This film follows former CNN Senior Producer, TED contributor, and Emmy-Award winning Director Frances Causey as she traces her family’s legacy of white privilege, placing it in the context of the history of anti-black racism in the United States that began with slavery and continues to impact our society today.
Seeks the hidden truth and the untold stories of how America—guided by the South’s powerful political influence—steadily, deliberately and at times secretly, established white privilege in our institutions, laws, culture and economy.
For more on Racism, click here.
Human Development Index
A resource from the United Nations Development Program that provides scores for countries on advancing human wellbeing. Looks at expanding the richness of human life, rather than simply the richness of the economy in which human beings live. It is an approach that is focused on people, their opportunities and their choices. It looks at a variety of measures such as health, education, income & composition of resources, inequality, gender, poverty, work & employment vulnerability, human security, trade & financial flows, mobility & communication, environmental sustainability, demography & social economic sustainability. Learn more.
For more on Economic Justice, click here.
Multifaith Calendar of Religious Holy Days
and Observances
A resource from the Jesuits; includes important dates from the Baha'i, Buddhist, Catholic, Christian, Eastern Orthodox, Ethnic, Hindu, Islam, Jain, Jewish Persian & Sikh traditions throughout the year.
For more on Religious Tolerance, click here.
Center for FaithJustice
Since 2008 has worked to inspire the next generation of leaders by creating programs to serve those in need and educate for justice in the Catholic tradition. Envisions an innovative approach to faith formation that engages young people on both intensive reflection and an emphasis on catechesis as well as ministry to those in need. This vision has evolved into the Center’s signature “WorX” programs – ServiceworX, JusticeworX, and LeaderworX – for youth and young adults from middle school through college, along with a number of other boutique and academic year experiences. Learn more.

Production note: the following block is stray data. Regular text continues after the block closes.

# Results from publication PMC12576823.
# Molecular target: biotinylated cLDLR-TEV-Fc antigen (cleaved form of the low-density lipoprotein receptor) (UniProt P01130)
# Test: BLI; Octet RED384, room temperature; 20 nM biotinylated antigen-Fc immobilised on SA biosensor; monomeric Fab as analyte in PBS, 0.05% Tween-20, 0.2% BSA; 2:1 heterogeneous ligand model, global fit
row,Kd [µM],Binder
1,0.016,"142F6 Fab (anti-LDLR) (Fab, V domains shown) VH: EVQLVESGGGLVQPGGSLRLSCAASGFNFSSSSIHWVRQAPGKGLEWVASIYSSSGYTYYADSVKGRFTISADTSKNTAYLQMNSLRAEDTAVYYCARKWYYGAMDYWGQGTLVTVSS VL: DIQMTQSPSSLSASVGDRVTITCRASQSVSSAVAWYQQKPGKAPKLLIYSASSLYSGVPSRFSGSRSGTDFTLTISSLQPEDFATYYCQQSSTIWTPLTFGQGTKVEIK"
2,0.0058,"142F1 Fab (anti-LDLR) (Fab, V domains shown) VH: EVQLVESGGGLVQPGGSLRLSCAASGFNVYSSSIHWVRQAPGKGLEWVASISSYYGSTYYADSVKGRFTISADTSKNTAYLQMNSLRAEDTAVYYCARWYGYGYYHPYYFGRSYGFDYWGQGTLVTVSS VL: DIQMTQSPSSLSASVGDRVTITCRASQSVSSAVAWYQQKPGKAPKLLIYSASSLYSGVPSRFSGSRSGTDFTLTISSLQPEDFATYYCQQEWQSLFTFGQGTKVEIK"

For more Justice resources, click here.
Prayers for Racial Justice and Reconciliation
A resource from the Jesuits, that includes:
Finding True Racial Reconciliation, A Prayer for my White Colleagues in Education, To End Racism, Dismantling Racism in My Family of God & An Examine for Racial Justice
in printable prayer card formats.
For more Racism prayers, click here.
Important Dates This Month

Individuals Honored This Month
Exact Date of Death Unknown
No one has ever become poor by giving.
March 2nd
We who say we dwell in Christ, should walk just as he walked.
March 3rd
I believe much trouble would be saved
if we opened our hearts more.
March 5th
The number one cause of atheism is Christians. Those who proclaim Him with their mouths and deny Him with their actions is what an unbelieving world finds unbelievable.
March 13th
Many powerful people don’t want peace because they live off of war.
March 14th
The world is not dangerous because of those who do harm but because of those who look at it without doing anything.
March 24th
A church that doesn’t provoke any crises, a gospel that doesn’t unsettle, a word of God that doesn’t get under anyone’s skin, a word of God that doesn’t touch the real sin of the society in which it is being proclaimed – what gospel is that?
March 31st
History will judge societies and governments and their institutions not by how big they are or how well they serve the rich and powerful but how effectively they respond to the needs of the poor and the helpless.
Visit Our Website
Since we launched our website in 2017, we've had over 150,000 visitors, from 123 countries.            
There are 25 Issues,
with over 2,000 Resources including:
Films, Publications, Websites,
Facts & Figures, Prayers, Quotes,

Our Newsletter
Every month we email our newsletter to over  4,000  people around the country. Each issue focuses on a social justice topic and has resources that have been recently added to our website. If you know of anyone who might be interested in receiving our newsletter, please forward this email on to them or let us know and we'll add them to our mailing list. For our previous Newsletters,
Contact Us